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Over 70 dead as floods destroy many homes
Updated: 2005-06-03 10:57

At least 71 people have died and 58 are missing in torrential rains pounding central and southwestern China that has forced the evacuation of more than 200,000 people, the government said.

The latest figures also show more than 67,000 houses have been destroyed while 30,000 head of livestock have been killed.

A section of highway in Loudi, Hunan Province was damaged in the mountain torrents. [newsphoto]
The central province of Hunan is the worst affected, with 49 people dead and 42 missing, said the Ministry of Civil Affairs on its website.

Casualties have also been reported in the southwestern provinces of Sichuan and Guizhou, it said.

The ministry estimated the economic cost so far at 2.8 billion yuan (338 million dollars) with hundreds of thousands of hectares of farmland ruined by flooding and mountain torrents.

At least 30,000 buildings have collapsed in Hunan, Guizhou and Sichuan, injuring many who were sleeping as the rainy season arrived with a vengeance.

"Local civil affairs departments have dispatched rice, clean water and other relief materials to affected people," State Civil Affairs Ministry official Fang Zhiyong told AFP.

The rainstorms triggered mountain torrents in about 60 villages in six townships in Xinshao and Shaodong counties.

Many people in Xinshao were injured by buildings that crumbled as the gushing streams of water hit. Medicine was desperately needed.

"Around 3,500 buildings collapsed in this county alone," Shen Guirong, director of the propaganda department in Xinshao district, told AFP.

"Telecommunications, transportation and water supplies are not working. It will take time to restore them.

"We need medicine to treat those who are injured. They were hurt when the buildings collapsed. We don't know how many are injured, we are still gathering details."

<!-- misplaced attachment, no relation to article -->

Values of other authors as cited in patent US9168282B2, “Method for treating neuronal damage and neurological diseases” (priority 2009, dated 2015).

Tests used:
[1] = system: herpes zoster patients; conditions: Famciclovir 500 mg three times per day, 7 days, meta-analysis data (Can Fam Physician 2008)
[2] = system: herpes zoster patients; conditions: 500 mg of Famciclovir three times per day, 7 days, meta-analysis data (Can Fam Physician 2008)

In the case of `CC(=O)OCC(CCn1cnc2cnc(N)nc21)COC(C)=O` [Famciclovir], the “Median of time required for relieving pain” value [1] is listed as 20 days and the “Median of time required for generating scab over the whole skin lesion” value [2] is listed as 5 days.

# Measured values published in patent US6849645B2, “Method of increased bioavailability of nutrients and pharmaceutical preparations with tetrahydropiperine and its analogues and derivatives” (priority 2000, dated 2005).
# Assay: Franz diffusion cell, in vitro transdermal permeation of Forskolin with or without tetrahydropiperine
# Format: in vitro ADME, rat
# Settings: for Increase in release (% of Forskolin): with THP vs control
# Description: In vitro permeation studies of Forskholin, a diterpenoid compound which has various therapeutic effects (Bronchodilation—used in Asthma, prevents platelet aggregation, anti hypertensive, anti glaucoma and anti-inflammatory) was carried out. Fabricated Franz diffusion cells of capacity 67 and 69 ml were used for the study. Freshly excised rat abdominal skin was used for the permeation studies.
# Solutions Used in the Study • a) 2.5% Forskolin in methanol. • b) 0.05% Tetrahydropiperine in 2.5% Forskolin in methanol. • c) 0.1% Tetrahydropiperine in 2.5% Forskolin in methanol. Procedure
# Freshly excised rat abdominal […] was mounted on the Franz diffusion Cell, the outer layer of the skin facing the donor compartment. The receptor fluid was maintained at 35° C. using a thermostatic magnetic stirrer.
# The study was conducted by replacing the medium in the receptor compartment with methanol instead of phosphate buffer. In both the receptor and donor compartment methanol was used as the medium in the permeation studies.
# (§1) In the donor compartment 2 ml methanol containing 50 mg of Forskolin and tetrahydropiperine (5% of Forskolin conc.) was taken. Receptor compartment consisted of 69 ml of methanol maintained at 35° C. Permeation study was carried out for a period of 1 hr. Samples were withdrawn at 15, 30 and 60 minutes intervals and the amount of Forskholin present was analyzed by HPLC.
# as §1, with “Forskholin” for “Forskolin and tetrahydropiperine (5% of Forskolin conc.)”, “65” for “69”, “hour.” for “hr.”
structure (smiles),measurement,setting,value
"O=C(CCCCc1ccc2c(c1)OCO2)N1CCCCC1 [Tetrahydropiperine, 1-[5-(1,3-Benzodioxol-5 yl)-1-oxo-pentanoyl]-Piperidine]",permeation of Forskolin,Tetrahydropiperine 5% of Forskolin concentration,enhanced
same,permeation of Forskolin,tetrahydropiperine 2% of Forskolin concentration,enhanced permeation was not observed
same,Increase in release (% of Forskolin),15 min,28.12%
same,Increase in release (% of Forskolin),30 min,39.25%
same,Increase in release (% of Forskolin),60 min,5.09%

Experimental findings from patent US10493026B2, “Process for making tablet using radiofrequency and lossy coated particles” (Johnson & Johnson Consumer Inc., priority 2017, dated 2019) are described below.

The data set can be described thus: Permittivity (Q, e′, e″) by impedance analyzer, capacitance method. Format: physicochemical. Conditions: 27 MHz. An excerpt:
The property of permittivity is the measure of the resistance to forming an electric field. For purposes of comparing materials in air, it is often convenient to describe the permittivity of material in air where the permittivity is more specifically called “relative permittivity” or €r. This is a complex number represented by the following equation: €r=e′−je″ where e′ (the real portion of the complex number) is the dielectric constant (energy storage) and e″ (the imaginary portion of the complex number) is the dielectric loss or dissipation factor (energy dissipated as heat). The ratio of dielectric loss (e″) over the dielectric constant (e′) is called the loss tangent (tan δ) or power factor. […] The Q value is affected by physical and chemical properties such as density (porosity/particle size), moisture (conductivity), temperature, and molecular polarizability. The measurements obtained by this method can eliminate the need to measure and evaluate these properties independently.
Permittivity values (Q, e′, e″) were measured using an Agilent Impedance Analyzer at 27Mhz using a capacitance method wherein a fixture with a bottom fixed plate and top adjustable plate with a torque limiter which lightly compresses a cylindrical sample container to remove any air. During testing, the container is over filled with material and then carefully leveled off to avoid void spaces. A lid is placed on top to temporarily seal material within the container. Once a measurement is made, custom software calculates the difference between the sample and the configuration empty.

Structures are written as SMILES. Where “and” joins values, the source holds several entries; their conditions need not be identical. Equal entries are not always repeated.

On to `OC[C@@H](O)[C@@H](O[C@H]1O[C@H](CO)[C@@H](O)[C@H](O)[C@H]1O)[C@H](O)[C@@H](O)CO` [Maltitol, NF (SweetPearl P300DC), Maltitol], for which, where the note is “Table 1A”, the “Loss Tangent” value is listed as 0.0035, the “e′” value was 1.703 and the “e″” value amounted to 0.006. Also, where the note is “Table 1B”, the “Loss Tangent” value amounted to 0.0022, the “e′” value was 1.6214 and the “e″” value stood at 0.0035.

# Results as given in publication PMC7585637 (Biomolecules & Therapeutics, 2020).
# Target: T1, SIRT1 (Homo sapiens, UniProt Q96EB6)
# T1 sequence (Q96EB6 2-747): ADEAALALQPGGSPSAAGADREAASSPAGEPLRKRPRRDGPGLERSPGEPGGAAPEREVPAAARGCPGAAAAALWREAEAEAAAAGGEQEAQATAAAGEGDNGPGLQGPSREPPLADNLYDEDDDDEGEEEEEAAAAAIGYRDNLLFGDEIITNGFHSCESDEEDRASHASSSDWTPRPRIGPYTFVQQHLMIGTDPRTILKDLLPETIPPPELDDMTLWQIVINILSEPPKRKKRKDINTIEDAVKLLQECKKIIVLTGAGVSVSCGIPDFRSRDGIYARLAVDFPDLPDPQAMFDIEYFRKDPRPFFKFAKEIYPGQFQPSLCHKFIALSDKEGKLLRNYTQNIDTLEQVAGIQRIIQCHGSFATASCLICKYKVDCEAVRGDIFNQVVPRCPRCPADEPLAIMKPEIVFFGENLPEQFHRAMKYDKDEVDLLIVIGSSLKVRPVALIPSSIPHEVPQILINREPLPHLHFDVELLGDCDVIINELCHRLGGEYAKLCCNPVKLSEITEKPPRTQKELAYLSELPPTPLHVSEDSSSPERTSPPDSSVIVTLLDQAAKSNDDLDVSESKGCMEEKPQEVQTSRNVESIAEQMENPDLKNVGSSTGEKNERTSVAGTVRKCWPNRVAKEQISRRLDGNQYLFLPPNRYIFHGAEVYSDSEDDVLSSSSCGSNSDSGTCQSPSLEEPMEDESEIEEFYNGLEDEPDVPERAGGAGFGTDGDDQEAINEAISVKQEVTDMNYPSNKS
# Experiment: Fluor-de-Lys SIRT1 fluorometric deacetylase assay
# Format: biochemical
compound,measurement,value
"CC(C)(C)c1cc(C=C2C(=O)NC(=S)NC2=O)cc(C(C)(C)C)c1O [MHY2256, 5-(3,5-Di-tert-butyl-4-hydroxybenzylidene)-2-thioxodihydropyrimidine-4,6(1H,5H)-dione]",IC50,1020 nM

Officials in the county were later ordered not to speak with foreign media.

"We fear talking about this with the foreign media," said Shen, citing warnings by provincial leaders who had arrived at the scene.

At least 24 cities and counties in the province have been pounded by torrential rains since May 30. Xinhua news agency reported Thursday that more than five centimetres (two inches) of rain had fallen on Hunan in the past 24 hours.

Taizhimiao village in Xinshao county was one of the worst hit and more than 400 villagers were stranded there with bridges and roads all destroyed by floods, Xinhua said.

The local government was trying to erect a temporary bridge to rescue the stranded villagers.

Two township officials died when their vehicle was washed away by flood waters as they were organising rescue work, The Beijing News reported. Seven people were in the vehicle and only one escaped, it said.

The newspaper identified the officials as Tang Fei, the township's chief executive, and Li Yinghui, the local vice secretary of the communist party.

Thousands of people perish every year from floods, landslides and mudflows in China, with millions left homeless, but officials have warned this year could be worse than usual.

A top official at the China Meteorological Administration, Qin Dahe, warned last month of an "apocalyptic" summer of severe drought and floods.

"China may face a grim situation from seasonal floods or drought this year with potential damage worse than that of last year," he said.

The China Daily, citing Qin, reported Thursday that two massive rain belts were predicted from the south along the Yangtze River to the north on the middle and upper reaches of the Yellow River.

Minister of Water Resources Wang Shucheng urged local governments in flood-prone areas to get anti-flood precautionary schemes ready and prepare for the worst. The flood season officially began in China Wednesday.

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